Expert warns holidaymakers could face higher costs and a ‘four-hour wait’ to board flights post-coronavirus

Travel industry won't return to normal for five years…

Holidaymakers could face higher costs and a “four-hour wait” to board flights when it comes to travel after the coronavirus pandemic.

An expert has warned the new measures could increase the time spent at the airport before heading off on holiday.

Passengers could be asked to arrive at the airport four hours before their scheduled flight time if the new measures are introduced.

Brits could face a longer wait at airports (Credit: Unsplash)

The expert claims holidaymakers could be subjected to health checks, too. This is to ensure they are fighting fit before they head off abroad.

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So, alongside queues for check-in, security, passport control and boarding, another added security measure could be introduced.

On the way home, travellers would face similar checks. This would ensure Britain doesn’t suffer from a second wave of the pandemic.

More expensive

Flights could also become more expensive as airlines adhere to social distancing measures.

Regulations would mean airlines could only fill their planes 20% full.

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Airlines only recoup their costs when planes are 80% full.

As such, the expert warned that this could result in increased prices for passengers as airlines struggle to cover their costs.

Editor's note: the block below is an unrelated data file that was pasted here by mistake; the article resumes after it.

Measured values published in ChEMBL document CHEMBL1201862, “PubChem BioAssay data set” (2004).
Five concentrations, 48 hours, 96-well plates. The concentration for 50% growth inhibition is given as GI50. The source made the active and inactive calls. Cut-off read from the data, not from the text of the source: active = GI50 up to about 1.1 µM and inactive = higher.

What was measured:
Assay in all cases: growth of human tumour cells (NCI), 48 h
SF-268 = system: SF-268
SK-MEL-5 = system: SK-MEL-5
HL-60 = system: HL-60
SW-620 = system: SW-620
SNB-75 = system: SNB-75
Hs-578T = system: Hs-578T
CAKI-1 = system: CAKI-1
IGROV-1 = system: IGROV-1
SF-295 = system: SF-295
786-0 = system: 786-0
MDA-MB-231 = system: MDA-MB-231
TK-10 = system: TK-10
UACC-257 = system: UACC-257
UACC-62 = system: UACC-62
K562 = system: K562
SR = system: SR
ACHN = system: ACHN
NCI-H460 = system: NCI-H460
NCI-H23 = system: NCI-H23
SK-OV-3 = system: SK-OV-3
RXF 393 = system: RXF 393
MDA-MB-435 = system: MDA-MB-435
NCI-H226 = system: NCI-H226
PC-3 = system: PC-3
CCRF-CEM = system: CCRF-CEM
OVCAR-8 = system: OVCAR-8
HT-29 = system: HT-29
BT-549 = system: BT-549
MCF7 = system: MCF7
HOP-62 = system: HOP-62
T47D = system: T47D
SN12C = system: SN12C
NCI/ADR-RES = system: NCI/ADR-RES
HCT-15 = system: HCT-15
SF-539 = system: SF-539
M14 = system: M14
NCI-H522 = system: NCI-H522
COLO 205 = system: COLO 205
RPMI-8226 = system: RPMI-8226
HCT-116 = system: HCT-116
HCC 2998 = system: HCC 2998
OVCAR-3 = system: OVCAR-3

Social distancing could push up the cost of flights (Credit: Pixabay)

Holidaymakers will also be instructed to wear masks to help stop the spread of coronavirus.

Andrew Charlton, MD of advisory service Aviation Advocacy told The Times: “There will be fewer flights, fewer seats available and prices will go up.”

“Uncomfortable” flights

He added: “There will be very uncomfortable conditions because of the demand to wear personal protective equipment and maintain social distancing.”

This Friday (May 1), Whizz Air is due to start commercial flights again.

Elsewhere, British Airways revealed 12,000 workers may have to be made redundant, as the airline struggles to keep afloat.

While Virgin Atlantic has asked the government for a £500 million bailout.

It’ll be five years till the travel industry operates at pre-pandemic levels (Credit: Unsplash)

In more bad news for the industry, pre-coronavirus levels of service aren’t expected to return for five years.

Charlton warned: “Even if it starts raining vaccines tonight, we are still looking at two years at least to get back to levels seen before the outbreak. And it is probably going to be more like five years.”

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